|Jennings Anderson||Austin Arrington||Chris Cacciapaglia|
|Etienne Fluet-Chouinard||Krishna Karthik Gadiraju||Anuj Karpatne|
|Jia Li||Jiangxiao Qiu||Ishwarya Rajendrababu|
|Solomon Vimal||Lynn Waterhouse|
Big Human Data: For Humans, by Humans
Proposed here is the notion of “big human data” analysis. As today’s “big data” mostly consists of human generated data such as social media or volunteered geographic information (VGI), our analysis techniques must evolve to account for the socio-behavioral aspects of the data production. I present this argument and a new tool for localized analysis of the massive OpenStreetMap editing history which aims to better understand the VGI practices surrounding the rapid digital convergence of online mappers in the wake of a disaster.
With a background in Mathematics and Computer Science, I discovered that the most interesting questions are not about computers themselves, but rather how we as people use and interact with these devices. As such, I am currently interested in the analysis of volunteered geographic information contributed to OpenStreetMap in the wake of a disaster, as well as learning about human behavior in disaster through geo-spatial analysis of big social media data.
|Human Computer Interaction|
Environmental Science / Ecosystem Restoration
Color Analysis of Crowdsourced Images for Ecological Monitoring
Remote sensing technology, such as satellite imagery, is a powerful tool for studying spatial ecology. However, understanding spatial ecology often requires finer scales than is afforded by satellite imagery, and the need for “ground-truthing” still exists. Leveraging “Big Data,” or more specifically, geo-tagged and time-stamped images provided through open source online networks, may offer a solution to help better understand scale and pattern in ecological systems.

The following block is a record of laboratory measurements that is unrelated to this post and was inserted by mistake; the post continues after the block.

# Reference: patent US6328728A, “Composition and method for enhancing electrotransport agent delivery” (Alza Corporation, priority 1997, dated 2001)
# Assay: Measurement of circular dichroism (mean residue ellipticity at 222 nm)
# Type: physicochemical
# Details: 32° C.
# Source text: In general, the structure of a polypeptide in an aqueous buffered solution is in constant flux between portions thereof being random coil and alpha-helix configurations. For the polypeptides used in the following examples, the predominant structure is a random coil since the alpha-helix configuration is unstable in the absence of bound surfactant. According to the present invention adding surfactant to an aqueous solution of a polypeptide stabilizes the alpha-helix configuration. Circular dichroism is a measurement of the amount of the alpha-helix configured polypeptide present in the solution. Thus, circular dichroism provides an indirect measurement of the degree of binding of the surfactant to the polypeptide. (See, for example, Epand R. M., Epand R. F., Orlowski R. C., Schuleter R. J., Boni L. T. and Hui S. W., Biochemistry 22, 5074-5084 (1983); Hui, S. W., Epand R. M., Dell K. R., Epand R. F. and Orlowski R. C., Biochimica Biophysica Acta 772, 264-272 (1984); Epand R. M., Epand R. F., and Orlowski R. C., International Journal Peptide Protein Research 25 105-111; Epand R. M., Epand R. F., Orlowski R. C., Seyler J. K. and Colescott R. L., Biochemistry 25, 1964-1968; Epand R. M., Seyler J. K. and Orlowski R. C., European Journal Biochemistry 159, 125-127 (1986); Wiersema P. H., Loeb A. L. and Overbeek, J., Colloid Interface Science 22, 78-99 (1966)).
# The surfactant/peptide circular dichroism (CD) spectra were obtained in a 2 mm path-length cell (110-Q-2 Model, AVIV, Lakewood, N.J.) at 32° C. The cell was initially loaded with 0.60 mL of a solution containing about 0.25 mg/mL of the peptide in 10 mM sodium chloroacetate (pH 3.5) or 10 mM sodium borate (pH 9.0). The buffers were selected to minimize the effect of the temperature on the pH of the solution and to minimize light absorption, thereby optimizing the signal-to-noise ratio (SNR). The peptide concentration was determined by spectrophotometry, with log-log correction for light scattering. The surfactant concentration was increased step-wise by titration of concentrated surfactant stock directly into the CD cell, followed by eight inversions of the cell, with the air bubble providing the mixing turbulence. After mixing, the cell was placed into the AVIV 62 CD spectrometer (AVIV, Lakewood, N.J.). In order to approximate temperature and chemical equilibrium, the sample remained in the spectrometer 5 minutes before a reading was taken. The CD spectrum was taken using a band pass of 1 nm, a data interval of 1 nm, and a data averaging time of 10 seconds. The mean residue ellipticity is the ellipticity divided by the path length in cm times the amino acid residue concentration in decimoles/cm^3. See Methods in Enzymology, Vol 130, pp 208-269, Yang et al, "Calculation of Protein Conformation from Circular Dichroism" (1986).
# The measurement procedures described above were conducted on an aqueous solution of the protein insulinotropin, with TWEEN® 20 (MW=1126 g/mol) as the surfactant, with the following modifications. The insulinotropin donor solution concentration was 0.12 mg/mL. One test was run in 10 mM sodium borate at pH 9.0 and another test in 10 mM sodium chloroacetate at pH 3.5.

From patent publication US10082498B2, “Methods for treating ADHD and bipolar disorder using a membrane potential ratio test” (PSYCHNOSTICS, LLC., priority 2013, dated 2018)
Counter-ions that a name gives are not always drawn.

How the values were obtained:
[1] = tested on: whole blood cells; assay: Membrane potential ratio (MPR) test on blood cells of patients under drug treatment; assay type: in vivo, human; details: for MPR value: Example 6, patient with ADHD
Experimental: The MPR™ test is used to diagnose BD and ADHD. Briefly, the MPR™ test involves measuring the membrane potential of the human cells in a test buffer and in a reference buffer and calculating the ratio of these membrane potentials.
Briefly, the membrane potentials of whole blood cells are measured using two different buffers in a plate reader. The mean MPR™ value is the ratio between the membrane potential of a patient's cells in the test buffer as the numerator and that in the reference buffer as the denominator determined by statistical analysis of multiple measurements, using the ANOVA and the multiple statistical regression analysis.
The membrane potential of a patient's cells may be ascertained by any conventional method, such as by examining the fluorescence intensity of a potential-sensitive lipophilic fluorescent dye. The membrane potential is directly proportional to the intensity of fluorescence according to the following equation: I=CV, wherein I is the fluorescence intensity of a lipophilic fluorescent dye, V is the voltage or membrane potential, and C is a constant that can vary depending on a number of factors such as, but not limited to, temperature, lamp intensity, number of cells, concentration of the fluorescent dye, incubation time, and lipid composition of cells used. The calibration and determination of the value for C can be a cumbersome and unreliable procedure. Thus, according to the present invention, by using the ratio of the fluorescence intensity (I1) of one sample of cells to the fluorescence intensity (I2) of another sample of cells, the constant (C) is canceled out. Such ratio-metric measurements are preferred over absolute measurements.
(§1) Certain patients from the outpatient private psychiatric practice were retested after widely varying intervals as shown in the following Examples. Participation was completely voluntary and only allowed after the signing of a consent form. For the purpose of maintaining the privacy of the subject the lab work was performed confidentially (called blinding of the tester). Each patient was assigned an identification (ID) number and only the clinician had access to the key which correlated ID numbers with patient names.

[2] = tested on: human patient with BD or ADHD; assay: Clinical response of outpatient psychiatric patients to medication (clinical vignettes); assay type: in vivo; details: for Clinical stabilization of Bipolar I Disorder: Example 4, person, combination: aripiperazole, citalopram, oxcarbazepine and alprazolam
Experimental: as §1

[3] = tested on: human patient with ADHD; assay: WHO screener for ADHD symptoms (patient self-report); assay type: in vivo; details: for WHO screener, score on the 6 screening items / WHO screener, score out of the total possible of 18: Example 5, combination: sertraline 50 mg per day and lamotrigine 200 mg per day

I have a background working in web and app development and am interested in leveraging tools such as GIS, mobile technology, and data mining to help humans adapt to climate change, ecosystem degradation, and related ecological problems. Currently I am working on a MS in Environmental Science / Ecosystem Restoration at SUNY - ESF. My thesis will focus on potential ecosystem impacts of the pending Nicaragua Canal in the context of climate change. My research methods will involve GIS analysis of MODIS project evapotranspiration data in Nicaragua. Another primary research interest of mine is thinking of ways to leverage mobile technology and open source software / web applications for environmental problem solving. In particular, I'm working on data scraping methods to find recognizable patterns of climate-induced change to the seasonal growth cycles of different plant species. For example, by data scraping a particular patch of vegetation found repeatedly in geo-tagged photos posted on Flickr, we might be able to reveal robust insights into the nature and degree of the impact of climate change on plant phenology and interrelated ecological issues. These images can then be integrated with remote sensing data (such as MODIS imagery) to produce an interface that could operate as an ecological research database, collecting and organizing various scales for a particular area of interest. In general, I am interested in the potential of combining citizen science and professional research, powered by cloud and mobile technologies, in order to gain new environmental insights.
|Geographic Information Systems||Ecosystem Restoration||Open Source Citizen Science|
Climate change refuges in the oceans
Identify coral reef refugia in the Pacific, Indian and Atlantic Oceans under differing climate change scenarios using climate-envelope models in accordance with high-resolution environmental data at a global scale
3rd year PhD student in Florida. My research deals with geospatial modeling ecological changes of coral reefs in accordance to climate change.